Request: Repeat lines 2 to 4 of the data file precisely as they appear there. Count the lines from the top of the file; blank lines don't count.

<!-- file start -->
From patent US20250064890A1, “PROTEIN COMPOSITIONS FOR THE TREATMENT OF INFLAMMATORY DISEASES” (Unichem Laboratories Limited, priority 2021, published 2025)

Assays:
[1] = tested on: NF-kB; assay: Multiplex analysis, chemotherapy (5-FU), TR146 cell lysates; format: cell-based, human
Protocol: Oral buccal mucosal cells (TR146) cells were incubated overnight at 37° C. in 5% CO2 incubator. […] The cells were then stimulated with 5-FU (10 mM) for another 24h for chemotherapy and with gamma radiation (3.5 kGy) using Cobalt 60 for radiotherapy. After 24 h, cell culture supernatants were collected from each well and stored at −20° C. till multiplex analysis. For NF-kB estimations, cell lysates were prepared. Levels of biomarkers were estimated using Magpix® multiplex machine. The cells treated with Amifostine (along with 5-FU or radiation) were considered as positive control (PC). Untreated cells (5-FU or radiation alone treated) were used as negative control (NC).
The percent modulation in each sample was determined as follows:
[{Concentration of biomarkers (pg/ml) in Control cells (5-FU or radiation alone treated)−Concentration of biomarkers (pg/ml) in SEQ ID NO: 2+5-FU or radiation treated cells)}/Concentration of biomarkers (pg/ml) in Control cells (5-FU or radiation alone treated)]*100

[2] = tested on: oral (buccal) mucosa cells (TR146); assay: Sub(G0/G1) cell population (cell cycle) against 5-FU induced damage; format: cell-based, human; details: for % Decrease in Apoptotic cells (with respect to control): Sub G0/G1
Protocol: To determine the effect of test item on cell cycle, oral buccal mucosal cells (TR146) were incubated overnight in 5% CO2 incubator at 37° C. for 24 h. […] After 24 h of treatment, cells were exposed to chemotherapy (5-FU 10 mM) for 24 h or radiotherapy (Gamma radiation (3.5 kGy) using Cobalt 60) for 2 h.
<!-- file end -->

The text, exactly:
Assays:
[1] = tested on: NF-kB; assay: Multiplex analysis, chemotherapy (5-FU), TR146 cell lysates; format: cell-based, human
Protocol: Oral buccal mucosal cells (TR146) cells were incubated overnight at 37° C. in 5% CO2 incubator. […] The cells were then stimulated with 5-FU (10 mM) for another 24h for chemotherapy and with gamma radiation (3.5 kGy) using Cobalt 60 for radiotherapy. After 24 h, cell culture supernatants were collected from each well and stored at −20° C. till multiplex analysis. For NF-kB estimations, cell lysates were prepared. Levels of biomarkers were estimated using Magpix® multiplex machine. The cells treated with Amifostine (along with 5-FU or radiation) were considered as positive control (PC). Untreated cells (5-FU or radiation alone treated) were used as negative control (NC).